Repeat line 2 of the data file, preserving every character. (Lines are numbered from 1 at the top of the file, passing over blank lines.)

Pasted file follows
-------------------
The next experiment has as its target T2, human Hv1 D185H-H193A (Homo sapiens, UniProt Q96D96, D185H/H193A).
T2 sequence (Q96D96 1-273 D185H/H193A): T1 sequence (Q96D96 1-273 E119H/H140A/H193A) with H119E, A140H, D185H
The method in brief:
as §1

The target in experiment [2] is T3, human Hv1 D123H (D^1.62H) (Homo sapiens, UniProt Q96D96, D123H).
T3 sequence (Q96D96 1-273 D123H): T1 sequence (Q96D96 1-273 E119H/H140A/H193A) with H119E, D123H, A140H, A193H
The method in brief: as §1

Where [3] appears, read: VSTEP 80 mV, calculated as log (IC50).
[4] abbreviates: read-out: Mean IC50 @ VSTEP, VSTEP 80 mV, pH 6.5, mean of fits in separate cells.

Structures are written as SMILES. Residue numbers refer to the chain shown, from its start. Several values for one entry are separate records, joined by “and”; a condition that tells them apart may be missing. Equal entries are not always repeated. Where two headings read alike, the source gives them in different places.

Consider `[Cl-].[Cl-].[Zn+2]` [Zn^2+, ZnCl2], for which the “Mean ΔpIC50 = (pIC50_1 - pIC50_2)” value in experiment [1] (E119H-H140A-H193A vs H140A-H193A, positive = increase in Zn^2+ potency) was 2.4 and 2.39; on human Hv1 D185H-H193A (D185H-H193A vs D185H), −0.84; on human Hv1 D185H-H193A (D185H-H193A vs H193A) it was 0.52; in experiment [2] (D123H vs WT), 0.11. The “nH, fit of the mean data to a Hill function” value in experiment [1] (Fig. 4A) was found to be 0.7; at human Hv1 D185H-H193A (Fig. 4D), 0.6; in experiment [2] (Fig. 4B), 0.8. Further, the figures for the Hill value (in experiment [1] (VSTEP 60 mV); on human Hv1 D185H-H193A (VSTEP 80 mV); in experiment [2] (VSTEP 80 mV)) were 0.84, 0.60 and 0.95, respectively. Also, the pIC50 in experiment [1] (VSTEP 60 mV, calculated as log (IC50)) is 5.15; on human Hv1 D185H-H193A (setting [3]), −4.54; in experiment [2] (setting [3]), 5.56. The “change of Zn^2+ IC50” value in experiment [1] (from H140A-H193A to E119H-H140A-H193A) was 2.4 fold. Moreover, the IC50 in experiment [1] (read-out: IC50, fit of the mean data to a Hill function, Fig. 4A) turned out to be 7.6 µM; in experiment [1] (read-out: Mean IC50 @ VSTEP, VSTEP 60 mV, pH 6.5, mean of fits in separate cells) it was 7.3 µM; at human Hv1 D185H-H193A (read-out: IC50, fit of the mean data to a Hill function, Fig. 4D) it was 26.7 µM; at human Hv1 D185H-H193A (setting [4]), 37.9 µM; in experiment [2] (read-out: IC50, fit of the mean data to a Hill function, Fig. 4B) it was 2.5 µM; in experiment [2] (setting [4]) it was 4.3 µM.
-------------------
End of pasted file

T2 sequence (Q96D96 1-273 D185H/H193A): T1 sequence (Q96D96 1-273 E119H/H140A/H193A) with H119E, A140H, D185H